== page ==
• 1 small 3 lb turkey*
  • ¾ lb veal or turkey
  • ½ French roll
  • (1 onion)
  • 3–4 eggs
  • lb butter
  • ¼ lb ham or tongue
  • parsley
  • allspice

For the mousse

  • 4 calf’s or ox feet, or 7 zolotniki gelatin
  • 1 lb or more beef
  • 2 carrots
  • 1 parsley root
  • 1 celery root
  • 1–2 onions
  • 1–2 bay leaves
  • ½ glass sherry
  • 2–3 egg whites
  • ½ glass vinegar
  • ½ glass olive oil
  • 1 piece sugar
  • 1–2 leaves red gelatin
  • Other ingredients for decoration as indicated in the Remarks


Clean 1 small turkey and cut off the head, wings, and legs. Slit the turkey along the backbone and carefully bone. Stuff as follows: Finely chop ¾ lb veal or the fillets from another turkey. Add salt, ½ French roll soaked in milk and squeezed out, spoons butter, (1 onion fried in ½ spoon butter, if desired), allspice, and 1–2 eggs. Pound all this together in a mortar and rub through a fine sieve. Thinly slice ¼ lb boiled ham or tongue.

Prepare an omelet from 2 egg yolks, ½ spoon butter, 1 ground allspice berry, and some parsley. Make another, similar omelet out of the 2 egg whites.

Stuff the turkey as follows: Arrange in layers the stuffing, ham, omelet, cornichons, etc. Then sew up the turkey firmly, wrap it in a napkin, and tie with strong thread. Boil until tender in bouillon for at least 3 hours. Then remove, cool thoroughly, and weight lightly. Slice and arrange on an oblong platter an hour before serving. Cover with mousse and decorate the top, or cool in a mold.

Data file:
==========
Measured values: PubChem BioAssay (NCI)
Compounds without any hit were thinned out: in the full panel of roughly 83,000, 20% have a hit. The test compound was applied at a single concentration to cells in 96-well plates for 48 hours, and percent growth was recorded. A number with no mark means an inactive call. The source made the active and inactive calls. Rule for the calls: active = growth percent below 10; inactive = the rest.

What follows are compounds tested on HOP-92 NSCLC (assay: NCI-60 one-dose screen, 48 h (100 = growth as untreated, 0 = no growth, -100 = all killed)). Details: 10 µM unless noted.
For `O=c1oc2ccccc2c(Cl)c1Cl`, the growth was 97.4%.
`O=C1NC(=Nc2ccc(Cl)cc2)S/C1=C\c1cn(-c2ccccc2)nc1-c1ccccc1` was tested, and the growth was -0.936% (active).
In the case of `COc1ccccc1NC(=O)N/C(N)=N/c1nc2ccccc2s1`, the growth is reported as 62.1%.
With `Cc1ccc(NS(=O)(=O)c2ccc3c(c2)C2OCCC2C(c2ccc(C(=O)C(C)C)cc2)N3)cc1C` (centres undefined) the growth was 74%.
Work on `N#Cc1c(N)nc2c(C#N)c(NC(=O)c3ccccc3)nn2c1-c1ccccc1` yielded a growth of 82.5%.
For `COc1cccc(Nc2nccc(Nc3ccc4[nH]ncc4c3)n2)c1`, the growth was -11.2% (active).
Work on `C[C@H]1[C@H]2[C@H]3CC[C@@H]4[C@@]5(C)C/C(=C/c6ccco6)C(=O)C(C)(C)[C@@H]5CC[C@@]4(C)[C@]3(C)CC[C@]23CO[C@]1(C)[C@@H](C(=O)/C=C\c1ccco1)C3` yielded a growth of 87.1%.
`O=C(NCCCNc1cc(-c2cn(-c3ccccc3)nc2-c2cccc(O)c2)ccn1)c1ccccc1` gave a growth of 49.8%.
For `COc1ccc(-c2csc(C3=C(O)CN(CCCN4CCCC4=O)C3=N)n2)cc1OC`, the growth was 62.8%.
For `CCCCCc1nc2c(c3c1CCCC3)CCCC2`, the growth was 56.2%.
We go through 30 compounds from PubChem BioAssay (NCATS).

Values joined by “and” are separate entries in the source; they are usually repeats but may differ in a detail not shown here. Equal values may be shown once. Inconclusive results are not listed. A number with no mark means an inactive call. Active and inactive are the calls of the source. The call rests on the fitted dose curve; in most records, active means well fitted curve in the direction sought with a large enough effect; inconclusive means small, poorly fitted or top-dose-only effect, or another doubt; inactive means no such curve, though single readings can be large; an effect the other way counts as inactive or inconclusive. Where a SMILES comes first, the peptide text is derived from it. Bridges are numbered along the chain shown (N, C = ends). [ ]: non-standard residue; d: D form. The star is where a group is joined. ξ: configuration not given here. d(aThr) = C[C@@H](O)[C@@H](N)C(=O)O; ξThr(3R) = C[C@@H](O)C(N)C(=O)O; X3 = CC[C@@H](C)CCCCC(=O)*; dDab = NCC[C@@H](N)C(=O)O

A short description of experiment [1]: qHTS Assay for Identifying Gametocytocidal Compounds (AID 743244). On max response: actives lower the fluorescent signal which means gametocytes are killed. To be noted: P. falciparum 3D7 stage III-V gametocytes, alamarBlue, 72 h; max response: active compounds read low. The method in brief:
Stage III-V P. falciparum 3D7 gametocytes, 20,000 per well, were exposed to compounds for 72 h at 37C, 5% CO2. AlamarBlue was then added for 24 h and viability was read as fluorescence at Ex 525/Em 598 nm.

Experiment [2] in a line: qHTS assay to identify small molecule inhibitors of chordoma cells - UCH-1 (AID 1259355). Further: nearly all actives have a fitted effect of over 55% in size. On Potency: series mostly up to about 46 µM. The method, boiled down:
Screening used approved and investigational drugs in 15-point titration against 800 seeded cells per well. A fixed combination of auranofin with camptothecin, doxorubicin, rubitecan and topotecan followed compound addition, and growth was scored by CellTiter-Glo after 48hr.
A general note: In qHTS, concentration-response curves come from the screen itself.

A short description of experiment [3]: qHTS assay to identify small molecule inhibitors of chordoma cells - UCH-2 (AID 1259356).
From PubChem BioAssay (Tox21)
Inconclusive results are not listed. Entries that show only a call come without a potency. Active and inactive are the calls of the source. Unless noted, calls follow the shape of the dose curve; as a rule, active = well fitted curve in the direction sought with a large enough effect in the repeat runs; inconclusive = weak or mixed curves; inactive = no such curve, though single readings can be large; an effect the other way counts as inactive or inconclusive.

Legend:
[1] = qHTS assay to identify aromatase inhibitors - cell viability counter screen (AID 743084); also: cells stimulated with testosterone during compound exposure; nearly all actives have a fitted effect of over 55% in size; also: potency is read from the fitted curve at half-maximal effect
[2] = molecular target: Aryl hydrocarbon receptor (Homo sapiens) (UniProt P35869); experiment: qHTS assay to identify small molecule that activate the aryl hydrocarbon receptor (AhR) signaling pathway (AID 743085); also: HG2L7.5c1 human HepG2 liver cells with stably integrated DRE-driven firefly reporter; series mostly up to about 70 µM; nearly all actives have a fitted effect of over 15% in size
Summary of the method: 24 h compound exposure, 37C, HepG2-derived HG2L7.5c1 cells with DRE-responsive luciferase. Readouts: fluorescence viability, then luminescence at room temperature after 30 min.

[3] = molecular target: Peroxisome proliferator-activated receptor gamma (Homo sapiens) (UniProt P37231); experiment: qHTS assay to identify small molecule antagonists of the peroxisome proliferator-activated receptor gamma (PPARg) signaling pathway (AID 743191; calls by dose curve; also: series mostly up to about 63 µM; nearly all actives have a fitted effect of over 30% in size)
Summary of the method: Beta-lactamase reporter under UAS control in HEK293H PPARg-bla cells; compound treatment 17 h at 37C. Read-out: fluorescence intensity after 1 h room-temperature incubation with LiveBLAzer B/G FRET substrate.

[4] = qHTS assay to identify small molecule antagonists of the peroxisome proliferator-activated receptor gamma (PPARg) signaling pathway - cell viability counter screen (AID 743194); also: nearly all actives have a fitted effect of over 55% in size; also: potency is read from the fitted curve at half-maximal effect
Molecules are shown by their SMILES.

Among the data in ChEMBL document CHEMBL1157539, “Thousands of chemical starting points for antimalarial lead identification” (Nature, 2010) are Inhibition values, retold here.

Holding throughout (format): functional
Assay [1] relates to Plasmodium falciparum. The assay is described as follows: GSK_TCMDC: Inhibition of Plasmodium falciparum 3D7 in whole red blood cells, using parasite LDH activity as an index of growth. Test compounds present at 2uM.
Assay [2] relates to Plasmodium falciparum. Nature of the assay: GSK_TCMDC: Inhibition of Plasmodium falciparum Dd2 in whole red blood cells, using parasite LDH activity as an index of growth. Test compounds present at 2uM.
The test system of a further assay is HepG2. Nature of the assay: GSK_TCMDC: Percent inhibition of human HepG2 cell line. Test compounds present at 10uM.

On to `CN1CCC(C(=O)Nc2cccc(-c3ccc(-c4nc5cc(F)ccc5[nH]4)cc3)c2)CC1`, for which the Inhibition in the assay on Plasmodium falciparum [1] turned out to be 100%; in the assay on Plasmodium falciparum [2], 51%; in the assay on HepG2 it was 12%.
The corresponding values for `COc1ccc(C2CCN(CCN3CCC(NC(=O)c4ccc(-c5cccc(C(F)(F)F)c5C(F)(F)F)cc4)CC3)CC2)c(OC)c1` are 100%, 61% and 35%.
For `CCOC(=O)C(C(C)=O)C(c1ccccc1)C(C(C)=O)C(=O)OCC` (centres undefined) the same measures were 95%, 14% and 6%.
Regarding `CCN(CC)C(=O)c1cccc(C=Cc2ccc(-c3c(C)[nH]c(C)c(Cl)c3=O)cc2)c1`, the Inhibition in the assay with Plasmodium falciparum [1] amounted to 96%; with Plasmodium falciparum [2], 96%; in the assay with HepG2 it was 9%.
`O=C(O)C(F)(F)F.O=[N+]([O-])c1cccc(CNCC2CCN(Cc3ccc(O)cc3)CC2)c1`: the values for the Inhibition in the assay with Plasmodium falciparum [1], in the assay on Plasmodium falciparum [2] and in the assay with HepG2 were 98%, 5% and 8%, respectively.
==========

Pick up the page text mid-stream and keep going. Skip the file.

Prepare the mousse as indicated in the Remarks, namely, boil all the turkey bones, the head, wings, and legs (except the liver and gizzards), root vegetables, and 1 bay leaf with the bouillon in which the stuffed turkey was cooked. An additional lb of beef may be added. Boil 4 calf’s feet or 2 ox feet in it until tender, or add white gelatin. Reduce to 4 glasses, etc.

Serve with mustard sauce, tartar sauce, or Provençal sauce.

*Turkeys, of course, originated in the New World and some of those wild birds could be very large indeed. In the early seventeenth century forty-pound wild male birds cost four shillings in Boston markets. Turkeys raised in captivity were much smaller. Molokhovets’ recipes commonly specified turkeys that were no larger than 3 to 5 lbs. (Cronon, Changes in the Land, 99.)